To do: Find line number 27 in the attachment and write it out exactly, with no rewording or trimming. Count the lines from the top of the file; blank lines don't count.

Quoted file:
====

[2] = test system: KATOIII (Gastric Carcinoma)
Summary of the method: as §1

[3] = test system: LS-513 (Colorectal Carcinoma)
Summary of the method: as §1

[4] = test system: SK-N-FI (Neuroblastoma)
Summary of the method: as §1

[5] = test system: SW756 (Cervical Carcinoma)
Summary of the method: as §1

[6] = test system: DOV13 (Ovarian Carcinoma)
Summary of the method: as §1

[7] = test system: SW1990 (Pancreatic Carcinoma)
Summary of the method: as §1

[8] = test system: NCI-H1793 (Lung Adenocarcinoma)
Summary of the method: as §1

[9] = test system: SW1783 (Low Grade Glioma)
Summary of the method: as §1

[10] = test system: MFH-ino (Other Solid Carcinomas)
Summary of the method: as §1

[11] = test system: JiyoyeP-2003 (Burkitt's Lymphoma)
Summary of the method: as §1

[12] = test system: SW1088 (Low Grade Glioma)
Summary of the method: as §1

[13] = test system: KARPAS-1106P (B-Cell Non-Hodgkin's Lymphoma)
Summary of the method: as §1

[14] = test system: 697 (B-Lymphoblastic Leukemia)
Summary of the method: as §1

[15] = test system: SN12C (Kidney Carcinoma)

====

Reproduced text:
[15] = test system: SN12C (Kidney Carcinoma)